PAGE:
The problem with this is a matter of intuition for as we think of moral exemplars, whether it be people like Jesus, or Ghandi, or Martin Luther King Jr, one of the primary things people recognize of each is how they genuinely seemed to want to help people, and to have cared deeply about alleviating the pain of those they aimed to help. If we were to imagine that any of those mentioned were to adopt a seeming indifference and only had the motivation they were obligated to, then even though we would still likely find them admirable they would seem diminished in the same way as a God who treated their creations with indifference would seem less than perfect. But using Kant’s ideas further we can find support for our conception of love, for in arguing the value of the sense of duty in itself he talks of it analogically as “shining like a jewel” even when “completely powerless to carry out its aims,” and while this too may still remain admirable to a degree, in comparison with an altruistic and caring form of love it seems clearly dwarfed. Should this intuition of mine hold, the love of agape becomes a likely explanation for just what we’re supposed to be developing while alive. Although we still require an ethical theory on which to ground it.
My answer to this will seem unclear at first, but with this creative-response view of love in mind I feel the moral theory this most points to is Hume’s ethical subjectivism. Hume’s subjectivism, running in between the egoists such as Hobbes and the realists such as Locke in his own time, bases the good around the experience of perceiving the consequences of an act or trait on people and their reactions. This, due to a similarity between the causes of the passions, human anatomy, and an ever vivid impression of ourselves, causes us to have an impression as though it were us feeling the consequences of said act or trait. From this we derive a sense of approval or disapproval for said act or trait. This, though, is largely only if we are perceiving others from a disinterested perspective, as any interest will likely distort our sense of approval or disapproval, and the same goes for differences between the people being perceived and the person perceiving them, for the more similarities between the perceived and the perceiver the stronger the impression the latter will receive. Both of these issues stem from egoism for as Hume puts it “No man loves anyone as much as himself.” This is why Hume speaks of the good as that which we would approve or disprove of from an uninterested or common perspective.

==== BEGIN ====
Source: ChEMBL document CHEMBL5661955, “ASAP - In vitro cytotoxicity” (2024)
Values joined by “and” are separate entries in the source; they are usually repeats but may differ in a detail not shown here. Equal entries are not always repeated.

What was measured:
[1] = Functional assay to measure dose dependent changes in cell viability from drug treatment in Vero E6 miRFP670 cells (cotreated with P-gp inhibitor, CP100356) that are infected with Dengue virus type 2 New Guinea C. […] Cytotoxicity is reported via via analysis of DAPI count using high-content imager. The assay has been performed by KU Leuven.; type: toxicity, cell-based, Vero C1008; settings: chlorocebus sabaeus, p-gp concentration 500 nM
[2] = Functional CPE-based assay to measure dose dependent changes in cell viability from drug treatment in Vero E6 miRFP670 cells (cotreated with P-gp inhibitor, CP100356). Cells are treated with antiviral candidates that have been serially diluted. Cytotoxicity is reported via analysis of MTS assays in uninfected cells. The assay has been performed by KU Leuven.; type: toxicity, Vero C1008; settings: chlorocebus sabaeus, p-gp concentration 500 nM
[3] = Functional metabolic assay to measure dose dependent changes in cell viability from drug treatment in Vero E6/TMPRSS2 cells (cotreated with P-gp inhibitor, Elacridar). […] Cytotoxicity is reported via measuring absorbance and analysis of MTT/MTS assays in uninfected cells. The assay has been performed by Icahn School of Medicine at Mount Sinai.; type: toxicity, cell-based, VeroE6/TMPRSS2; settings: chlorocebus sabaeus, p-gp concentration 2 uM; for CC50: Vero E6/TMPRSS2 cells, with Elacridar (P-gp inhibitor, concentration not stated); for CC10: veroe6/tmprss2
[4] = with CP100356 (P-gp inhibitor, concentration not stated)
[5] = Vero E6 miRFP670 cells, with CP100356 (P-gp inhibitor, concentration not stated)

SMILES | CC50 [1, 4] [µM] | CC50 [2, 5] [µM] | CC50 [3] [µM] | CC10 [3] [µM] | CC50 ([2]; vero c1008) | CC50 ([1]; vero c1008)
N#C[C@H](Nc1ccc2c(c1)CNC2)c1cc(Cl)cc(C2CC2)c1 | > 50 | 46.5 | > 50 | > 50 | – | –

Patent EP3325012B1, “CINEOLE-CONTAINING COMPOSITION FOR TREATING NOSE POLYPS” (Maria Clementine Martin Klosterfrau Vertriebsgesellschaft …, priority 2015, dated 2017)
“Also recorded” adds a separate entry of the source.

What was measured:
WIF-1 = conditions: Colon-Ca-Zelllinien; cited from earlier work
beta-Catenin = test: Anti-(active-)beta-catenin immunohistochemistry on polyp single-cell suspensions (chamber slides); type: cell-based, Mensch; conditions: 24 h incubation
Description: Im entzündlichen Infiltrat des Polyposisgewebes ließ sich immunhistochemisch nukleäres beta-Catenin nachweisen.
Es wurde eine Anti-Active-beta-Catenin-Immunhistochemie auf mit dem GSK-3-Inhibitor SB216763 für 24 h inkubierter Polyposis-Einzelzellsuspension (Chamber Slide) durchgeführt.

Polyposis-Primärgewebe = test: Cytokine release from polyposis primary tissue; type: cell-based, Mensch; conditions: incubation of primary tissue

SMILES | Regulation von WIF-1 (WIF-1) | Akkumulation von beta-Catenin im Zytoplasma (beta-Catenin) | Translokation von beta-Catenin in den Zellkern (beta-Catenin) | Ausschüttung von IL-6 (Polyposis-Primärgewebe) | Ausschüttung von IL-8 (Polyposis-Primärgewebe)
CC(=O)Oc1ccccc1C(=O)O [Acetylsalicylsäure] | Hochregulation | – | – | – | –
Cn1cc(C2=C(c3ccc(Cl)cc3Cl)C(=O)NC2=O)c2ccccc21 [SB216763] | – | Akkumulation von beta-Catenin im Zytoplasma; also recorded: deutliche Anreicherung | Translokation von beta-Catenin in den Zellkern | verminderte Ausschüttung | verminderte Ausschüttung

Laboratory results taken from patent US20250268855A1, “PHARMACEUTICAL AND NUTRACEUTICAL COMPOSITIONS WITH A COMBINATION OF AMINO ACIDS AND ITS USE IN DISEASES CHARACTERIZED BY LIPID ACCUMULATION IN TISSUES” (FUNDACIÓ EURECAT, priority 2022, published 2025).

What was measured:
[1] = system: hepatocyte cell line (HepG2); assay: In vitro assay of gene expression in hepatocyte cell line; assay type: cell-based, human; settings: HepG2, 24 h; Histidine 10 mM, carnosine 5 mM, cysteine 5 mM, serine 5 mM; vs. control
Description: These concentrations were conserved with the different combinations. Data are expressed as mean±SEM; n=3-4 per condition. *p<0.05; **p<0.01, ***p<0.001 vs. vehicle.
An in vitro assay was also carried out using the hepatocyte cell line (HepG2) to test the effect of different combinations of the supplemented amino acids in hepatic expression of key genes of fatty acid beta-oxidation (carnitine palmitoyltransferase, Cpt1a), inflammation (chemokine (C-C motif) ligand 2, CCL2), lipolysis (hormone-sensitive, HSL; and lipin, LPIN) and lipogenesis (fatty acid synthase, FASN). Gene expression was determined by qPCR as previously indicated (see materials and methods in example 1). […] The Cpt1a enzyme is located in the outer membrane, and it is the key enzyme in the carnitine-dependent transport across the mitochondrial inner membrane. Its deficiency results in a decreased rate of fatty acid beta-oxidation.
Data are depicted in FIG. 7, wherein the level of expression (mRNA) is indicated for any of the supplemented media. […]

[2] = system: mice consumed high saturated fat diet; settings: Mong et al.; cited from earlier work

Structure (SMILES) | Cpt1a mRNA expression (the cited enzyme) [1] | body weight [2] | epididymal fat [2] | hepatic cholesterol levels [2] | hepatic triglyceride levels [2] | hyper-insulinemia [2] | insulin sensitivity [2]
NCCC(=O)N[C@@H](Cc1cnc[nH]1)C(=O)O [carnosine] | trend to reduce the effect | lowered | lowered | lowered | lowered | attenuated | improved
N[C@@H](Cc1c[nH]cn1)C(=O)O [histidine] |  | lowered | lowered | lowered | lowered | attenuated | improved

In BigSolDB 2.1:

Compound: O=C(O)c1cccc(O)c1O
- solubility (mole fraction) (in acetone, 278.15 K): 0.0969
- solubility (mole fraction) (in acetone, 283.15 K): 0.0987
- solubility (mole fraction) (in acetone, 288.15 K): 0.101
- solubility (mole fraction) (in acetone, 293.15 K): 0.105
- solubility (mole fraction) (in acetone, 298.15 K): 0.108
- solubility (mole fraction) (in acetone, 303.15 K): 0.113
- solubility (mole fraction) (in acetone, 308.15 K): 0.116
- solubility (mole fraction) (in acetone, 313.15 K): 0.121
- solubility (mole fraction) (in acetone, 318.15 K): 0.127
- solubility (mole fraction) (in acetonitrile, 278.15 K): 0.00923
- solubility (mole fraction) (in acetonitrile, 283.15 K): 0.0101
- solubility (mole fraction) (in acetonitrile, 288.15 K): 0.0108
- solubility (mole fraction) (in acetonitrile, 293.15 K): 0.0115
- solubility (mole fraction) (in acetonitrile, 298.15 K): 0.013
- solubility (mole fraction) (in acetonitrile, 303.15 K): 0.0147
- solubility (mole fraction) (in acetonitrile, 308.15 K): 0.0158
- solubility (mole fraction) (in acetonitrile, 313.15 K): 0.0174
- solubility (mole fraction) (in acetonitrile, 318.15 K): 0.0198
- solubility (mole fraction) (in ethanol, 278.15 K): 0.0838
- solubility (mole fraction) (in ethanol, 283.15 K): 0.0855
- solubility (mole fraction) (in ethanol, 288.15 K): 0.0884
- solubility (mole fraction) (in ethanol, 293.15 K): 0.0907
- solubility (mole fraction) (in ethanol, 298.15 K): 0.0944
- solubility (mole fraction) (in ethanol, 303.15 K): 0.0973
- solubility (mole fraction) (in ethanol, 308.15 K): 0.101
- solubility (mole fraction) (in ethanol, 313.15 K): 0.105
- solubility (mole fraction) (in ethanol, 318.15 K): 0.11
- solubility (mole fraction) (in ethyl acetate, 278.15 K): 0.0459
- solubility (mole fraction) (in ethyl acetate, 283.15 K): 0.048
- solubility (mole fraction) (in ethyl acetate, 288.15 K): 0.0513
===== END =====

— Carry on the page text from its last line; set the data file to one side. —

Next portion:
Two things should be recognized with this. The first is that in this ethical theory we do find a place for love, in the way that our impression of ourselves and thereby our love for ourselves is projected onto other people when we feel those impressions. Although one could raise an objection at this point that with Hume’s view that our ability to project said love is reduced by differences and with the line of loving none more than ourselves, and thereby question if this theory allows for a selfless love that agape is often characterized as, going further into Hume’s philosophy, specifically when it comes to what the nature of the self is.